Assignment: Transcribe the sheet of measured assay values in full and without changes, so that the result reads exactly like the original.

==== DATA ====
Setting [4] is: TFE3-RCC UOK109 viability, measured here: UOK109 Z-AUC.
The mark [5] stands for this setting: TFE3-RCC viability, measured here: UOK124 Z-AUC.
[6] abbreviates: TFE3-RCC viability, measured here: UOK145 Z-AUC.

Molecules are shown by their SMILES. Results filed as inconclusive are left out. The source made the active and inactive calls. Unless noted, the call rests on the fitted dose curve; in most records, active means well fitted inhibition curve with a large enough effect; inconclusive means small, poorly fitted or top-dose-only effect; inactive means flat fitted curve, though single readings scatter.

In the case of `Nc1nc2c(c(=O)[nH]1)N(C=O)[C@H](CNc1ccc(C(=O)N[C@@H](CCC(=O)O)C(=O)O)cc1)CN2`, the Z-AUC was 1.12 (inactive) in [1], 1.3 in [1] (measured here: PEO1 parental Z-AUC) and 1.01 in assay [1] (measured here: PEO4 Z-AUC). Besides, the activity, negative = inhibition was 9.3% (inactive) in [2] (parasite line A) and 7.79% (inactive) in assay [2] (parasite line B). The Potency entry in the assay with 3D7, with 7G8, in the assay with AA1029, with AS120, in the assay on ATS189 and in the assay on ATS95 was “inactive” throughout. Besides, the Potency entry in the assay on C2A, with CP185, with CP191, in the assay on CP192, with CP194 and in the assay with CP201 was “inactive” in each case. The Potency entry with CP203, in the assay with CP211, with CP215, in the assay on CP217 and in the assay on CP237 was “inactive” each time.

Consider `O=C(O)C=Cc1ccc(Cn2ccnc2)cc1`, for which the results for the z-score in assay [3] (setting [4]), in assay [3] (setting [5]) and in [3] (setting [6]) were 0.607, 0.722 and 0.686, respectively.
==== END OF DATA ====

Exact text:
Setting [4] is: TFE3-RCC UOK109 viability, measured here: UOK109 Z-AUC.
The mark [5] stands for this setting: TFE3-RCC viability, measured here: UOK124 Z-AUC.
[6] abbreviates: TFE3-RCC viability, measured here: UOK145 Z-AUC.

Molecules are shown by their SMILES. Results filed as inconclusive are left out. The source made the active and inactive calls. Unless noted, the call rests on the fitted dose curve; in most records, active means well fitted inhibition curve with a large enough effect; inconclusive means small, poorly fitted or top-dose-only effect; inactive means flat fitted curve, though single readings scatter.

In the case of `Nc1nc2c(c(=O)[nH]1)N(C=O)[C@H](CNc1ccc(C(=O)N[C@@H](CCC(=O)O)C(=O)O)cc1)CN2`, the Z-AUC was 1.12 (inactive) in [1], 1.3 in [1] (measured here: PEO1 parental Z-AUC) and 1.01 in assay [1] (measured here: PEO4 Z-AUC). Besides, the activity, negative = inhibition was 9.3% (inactive) in [2] (parasite line A) and 7.79% (inactive) in assay [2] (parasite line B). The Potency entry in the assay with 3D7, with 7G8, in the assay with AA1029, with AS120, in the assay on ATS189 and in the assay on ATS95 was “inactive” throughout. Besides, the Potency entry in the assay on C2A, with CP185, with CP191, in the assay on CP192, with CP194 and in the assay with CP201 was “inactive” in each case. The Potency entry with CP203, in the assay with CP211, with CP215, in the assay on CP217 and in the assay on CP237 was “inactive” each time.

Consider `O=C(O)C=Cc1ccc(Cn2ccnc2)cc1`, for which the results for the z-score in assay [3] (setting [4]), in assay [3] (setting [5]) and in [3] (setting [6]) were 0.607, 0.722 and 0.686, respectively.